Feeds

Intel extends JavaScript for parallel programming

Google meets the Anti-Native Client

Combat fraud and increase customer satisfaction

Intel is developing an extended version of JavaScript that brings parallel programming to web applications.

Codenamed River Trail, the project was revealed this week at the Intel Developer Forum in San Francisco, and the company has open sourced an early version of the technology in the form of a Firefox add-on.

For the most part, JavaScript – the web's standard scripting language – does not give applications access to multiple processor cores, or even a processor's vector instructions. This puts web applications at a significant disadvantage next to traditional native software.

"Clearly, it is time for JavaScript to catch up," reads a blog post from Stephan Herhut of Intel Labs. "With River Trail, it will finally be possible to stay in the browser even for more compute intensive applications like photo editing."

The technology provides access both to multiple cores and vectors instructions, and since it's embedded with JavaScript, Intel says, it will play nicely with HTML5, Canvas, and WebGL – the emerging standard building hardware-accelerated 3D graphics with JavaScript.

At IDF, Intel showed off a physics simulation built with River Trail and WebGL, and on an eight-core machine, it ran about fifteen times faster than a serial version written with standard JavaScript.

Though Mozilla played no role in the development of River Trail, Mozilla chief technology officer and JavaScript inventor Brendan Eich appeared at IDF in support of the technology. "The demo shows a 15x speedup over serial JavaScript. It lights up the ridiculously parallel hardware in modern CPUs and GPUs, for audio, video, image processing, automated voice response, computer vision, 3D gaming, etc. – all written in memory-safe, clean, functional JavaScript, without threads and their data races and deadlocks," Eich tells us over email.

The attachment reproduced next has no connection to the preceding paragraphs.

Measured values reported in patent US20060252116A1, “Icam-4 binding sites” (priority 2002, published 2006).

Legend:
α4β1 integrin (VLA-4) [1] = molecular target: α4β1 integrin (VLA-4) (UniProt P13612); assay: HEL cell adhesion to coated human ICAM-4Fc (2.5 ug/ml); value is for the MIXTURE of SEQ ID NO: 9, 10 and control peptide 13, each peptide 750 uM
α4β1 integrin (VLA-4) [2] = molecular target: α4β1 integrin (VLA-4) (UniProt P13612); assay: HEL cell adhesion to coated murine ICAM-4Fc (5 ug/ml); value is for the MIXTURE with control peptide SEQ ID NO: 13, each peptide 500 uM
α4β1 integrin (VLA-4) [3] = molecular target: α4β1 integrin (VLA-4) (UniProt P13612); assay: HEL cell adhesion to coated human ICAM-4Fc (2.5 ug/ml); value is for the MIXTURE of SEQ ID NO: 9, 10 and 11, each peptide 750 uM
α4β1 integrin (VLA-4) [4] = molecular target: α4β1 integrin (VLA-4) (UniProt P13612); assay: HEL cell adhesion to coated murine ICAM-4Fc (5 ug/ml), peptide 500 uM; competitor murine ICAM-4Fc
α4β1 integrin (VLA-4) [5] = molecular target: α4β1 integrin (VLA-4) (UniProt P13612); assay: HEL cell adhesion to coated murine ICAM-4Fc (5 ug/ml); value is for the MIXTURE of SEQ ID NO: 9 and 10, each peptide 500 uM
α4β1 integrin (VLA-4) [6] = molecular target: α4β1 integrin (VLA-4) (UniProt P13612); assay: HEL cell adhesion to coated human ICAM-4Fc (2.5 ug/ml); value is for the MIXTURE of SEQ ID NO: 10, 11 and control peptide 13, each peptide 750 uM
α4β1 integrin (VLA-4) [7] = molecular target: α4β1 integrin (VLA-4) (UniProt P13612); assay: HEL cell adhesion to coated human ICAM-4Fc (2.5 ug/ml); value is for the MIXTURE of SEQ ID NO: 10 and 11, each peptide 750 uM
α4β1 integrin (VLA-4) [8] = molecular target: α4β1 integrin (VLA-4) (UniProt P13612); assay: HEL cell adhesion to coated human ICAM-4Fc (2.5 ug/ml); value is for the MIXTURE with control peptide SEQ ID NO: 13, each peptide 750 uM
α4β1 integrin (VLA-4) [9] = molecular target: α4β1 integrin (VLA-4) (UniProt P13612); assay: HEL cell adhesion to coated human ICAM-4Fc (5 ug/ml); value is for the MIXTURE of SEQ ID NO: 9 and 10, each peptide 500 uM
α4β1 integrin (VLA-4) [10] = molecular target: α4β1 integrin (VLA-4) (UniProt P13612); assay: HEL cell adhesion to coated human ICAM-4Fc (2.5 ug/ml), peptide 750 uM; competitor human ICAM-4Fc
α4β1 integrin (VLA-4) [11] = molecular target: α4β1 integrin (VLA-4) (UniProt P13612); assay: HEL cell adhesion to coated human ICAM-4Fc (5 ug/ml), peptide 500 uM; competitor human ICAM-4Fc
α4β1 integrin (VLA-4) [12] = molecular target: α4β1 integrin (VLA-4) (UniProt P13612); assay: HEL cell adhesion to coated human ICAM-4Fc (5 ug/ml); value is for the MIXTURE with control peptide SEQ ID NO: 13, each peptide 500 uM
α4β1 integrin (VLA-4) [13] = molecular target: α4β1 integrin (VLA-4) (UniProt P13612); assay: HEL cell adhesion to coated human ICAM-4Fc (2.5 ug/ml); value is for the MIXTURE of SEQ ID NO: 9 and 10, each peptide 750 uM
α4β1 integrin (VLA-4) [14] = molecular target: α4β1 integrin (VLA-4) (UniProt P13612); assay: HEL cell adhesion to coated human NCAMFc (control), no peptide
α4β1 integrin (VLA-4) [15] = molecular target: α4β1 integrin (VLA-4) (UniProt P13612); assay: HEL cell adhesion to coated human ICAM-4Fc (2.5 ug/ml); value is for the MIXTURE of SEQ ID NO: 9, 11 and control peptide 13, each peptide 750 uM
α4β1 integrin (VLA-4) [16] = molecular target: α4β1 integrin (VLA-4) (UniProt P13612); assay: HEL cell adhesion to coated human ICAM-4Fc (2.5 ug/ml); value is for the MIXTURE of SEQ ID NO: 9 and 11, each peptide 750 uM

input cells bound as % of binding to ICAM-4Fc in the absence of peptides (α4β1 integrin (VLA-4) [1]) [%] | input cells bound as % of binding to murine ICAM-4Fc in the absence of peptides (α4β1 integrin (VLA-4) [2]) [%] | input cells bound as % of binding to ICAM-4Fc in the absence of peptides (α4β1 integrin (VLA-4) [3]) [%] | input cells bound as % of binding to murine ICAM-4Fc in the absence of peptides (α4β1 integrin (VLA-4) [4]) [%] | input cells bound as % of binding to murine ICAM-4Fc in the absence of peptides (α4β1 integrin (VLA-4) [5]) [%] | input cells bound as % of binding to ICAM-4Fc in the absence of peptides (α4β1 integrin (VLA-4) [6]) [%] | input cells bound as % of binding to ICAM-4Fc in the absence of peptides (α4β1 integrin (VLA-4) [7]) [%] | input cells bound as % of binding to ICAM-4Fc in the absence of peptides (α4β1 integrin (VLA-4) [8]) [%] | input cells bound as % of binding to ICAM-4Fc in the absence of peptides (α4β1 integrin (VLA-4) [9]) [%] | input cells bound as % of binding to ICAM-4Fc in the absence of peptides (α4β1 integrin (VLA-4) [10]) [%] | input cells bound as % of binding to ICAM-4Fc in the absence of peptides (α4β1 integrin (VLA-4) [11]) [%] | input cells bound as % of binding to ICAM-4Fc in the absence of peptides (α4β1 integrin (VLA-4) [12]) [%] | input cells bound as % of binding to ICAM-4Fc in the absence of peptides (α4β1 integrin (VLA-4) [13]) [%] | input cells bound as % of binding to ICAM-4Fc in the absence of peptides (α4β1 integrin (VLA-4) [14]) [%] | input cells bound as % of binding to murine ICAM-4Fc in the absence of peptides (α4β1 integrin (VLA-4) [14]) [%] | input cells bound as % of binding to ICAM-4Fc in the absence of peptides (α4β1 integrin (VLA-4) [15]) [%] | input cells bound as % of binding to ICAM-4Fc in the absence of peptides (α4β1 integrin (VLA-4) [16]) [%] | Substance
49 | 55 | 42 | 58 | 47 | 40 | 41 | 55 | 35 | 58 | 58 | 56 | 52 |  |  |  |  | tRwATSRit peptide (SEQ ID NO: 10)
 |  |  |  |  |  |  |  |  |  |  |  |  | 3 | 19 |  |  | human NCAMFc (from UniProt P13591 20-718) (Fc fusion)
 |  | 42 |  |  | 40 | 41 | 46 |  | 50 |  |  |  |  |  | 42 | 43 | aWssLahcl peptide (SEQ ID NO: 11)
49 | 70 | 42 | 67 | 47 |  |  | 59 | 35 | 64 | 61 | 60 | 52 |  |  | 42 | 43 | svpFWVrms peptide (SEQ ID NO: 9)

Intel says it would like to submit the technology for standardization, and Eich – who works with the ECMA International, the JavaScript standard body – says he will promote the technology with the organization.

The technology was unveiled a day before Google released a new version of its Chrome browser that includes Native Client, a sandboxing technology for securely running native code inside a browser. Google is pushing Native Client because it too can give browser apps access to multiple cores and vector instructions, but Mozilla prefers to keep native code out of the browser.

"The promise of the web is that it's cross-platform, that it's source driven, that it evolves with time. Native Client doesn't actually solve any of those problems that the web actually solves," Mozilla open source evangelist Chris Blizzard told us this summer.

"Once you download the native code, there's no opportunity for browser optimization. There's no opportunity for all kinds of things. You have to keep in mind that the evolution of browsers over the last several years has been that we have made a 10X improvement on existing sites. The evolution of browsers has made everyone's applications faster, whether or not you've updated that site in X number of years.